Evidence (Amendment) Bill 2013 – Bill No. 7/20132413 13 Jun, 2013
EVIDENCE (AMENDMENT) BILL 2013 – Bill No. 7/2013
Minister of Home Affairs [Mr. Rohee]: Mr. Speaker, I am pleased to proceed with this Bill which, I believe, is quite innocuous and ought not to generate any controversy with respect to its intentions.
The intention of the Bill is basically to expand the number of documents to which Section 43 of the Evidence Act applies and to include in the definition of analyst “an analyst of the Guyana Police Force or any other qualified person...” without, of course, taking away the right of the accused or the court, for that matter, to test the reliability of the report or certificate presented by the analyst. That is basically the fundamental thrust of the intention of this Bill.
The intention, further, is to make admissible in evidence, without the testimony of the analyst who prepared the report... I must say with one caveat that unless the analyst is required to give evidence, pursuant to instructions received from the court on application by any party in the court proceedings, the report of this duly qualified person or persons who have analysed a certain matter and stated the results of the analysis...
Currently, the legislative provisions under Section 43 of the Evidence Act allow certain specific reports compiled by experts to be tendered and used in court without the need for the analyst to attend the court and to give evidence. These include: post-mortem reports prepared by the pathologists – currently there are two pathologists in the country – and medical certificates prepared by a registered medical practitioner after examination of a virtual complainant.
In addition to these two reports mentioned in Section 43 (4) of the Evidence Act, the report of the analyst who runs the tests on suspected narcotics is also admissible in evidence without the need for that analyst to attend court to give his evidence, unless otherwise directed to do so. Reference to this could be found in Section 80 of the Narcotic Drugs and Psychotropic Substances (Control) Act which deals with the question of the analyst.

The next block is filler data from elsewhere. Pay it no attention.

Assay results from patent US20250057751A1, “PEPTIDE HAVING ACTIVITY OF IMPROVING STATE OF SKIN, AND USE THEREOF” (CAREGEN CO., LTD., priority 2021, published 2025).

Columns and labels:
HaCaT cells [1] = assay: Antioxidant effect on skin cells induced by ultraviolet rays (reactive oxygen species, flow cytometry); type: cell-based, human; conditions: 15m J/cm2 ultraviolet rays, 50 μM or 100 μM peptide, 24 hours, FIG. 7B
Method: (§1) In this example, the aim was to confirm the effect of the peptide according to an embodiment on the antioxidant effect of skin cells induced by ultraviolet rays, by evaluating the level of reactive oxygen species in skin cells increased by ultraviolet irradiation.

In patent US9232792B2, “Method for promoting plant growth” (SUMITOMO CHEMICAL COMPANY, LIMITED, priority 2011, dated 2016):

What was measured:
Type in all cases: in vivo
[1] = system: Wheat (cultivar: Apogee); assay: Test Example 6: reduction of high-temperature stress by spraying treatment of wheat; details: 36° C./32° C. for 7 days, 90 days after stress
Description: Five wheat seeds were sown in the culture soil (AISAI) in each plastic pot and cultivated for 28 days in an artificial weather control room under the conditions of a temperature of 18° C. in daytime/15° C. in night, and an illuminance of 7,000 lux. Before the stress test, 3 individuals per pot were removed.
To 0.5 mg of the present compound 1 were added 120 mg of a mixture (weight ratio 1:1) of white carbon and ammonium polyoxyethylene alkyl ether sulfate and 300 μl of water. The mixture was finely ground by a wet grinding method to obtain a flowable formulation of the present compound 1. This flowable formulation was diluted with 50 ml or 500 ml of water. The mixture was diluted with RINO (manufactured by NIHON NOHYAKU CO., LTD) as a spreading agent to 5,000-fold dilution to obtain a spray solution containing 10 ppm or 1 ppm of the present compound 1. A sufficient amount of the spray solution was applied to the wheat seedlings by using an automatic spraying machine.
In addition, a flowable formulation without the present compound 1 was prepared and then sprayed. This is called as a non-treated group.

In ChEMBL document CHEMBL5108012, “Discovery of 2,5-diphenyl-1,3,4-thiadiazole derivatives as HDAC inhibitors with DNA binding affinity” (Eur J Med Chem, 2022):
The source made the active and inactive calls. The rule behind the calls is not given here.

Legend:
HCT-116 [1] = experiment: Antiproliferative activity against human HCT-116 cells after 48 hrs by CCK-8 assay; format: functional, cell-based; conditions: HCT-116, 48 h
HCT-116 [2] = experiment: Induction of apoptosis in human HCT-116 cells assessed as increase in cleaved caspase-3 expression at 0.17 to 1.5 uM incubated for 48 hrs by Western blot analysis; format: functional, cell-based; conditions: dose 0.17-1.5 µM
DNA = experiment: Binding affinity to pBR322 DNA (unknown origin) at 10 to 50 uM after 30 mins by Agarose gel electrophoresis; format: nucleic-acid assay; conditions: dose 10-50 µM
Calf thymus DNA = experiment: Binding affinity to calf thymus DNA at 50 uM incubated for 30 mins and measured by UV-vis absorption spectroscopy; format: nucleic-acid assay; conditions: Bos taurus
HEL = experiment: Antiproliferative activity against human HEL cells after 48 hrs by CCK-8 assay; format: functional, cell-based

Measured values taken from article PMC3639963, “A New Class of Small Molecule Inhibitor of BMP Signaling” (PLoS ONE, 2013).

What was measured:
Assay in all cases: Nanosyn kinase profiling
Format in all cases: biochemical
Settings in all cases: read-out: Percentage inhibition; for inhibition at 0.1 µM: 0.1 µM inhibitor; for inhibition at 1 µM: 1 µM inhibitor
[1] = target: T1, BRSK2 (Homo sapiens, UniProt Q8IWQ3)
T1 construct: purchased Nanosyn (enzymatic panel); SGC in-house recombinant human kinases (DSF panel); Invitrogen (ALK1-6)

In practice, after the analyst of the narcotics conducts the tests on the suspected narcotic, he or she fills out an analyst form with his findings, signs the same, and hands it over to the police. The police rank, who would be appearing in court, collects that evidence and it is tendered through him, rather than the analyst himself or herself presenting it.
We have the same in respect to the Evidence Act and the Motor Vehicles and Road Traffic (Amendment) Act, which has to do with driving under the influence of alcohol. In this case, another analyst would do the necessary analysis and prepare the certificate, which would be signed by a registered medical practitioner, and the same would apply where the police in court would present that registered medical certificate.
As is normal in what the lawyers would describe as evidentiary practice, the reports of the analysts are admitted in evidence after certain elements are established before the court and the contents of the report are used as evidence in the matter, even though the person who prepared the report is not present and attendant in court to give that evidence.
On the question of post-mortem reports, currently, the only time the pathologist would attend court is if there is a request by a party to the proceedings or the court itself for the pathologist to explain something to the court.
We, in the National Commission on Law and Order, had several lengthy discussions on the question of initiatives that we can take to make amendments to the Evidence Act because it is the mandate of the National Commission on Law and Order to examine the laws and to make recommendations to Cabinet in respect of such matters.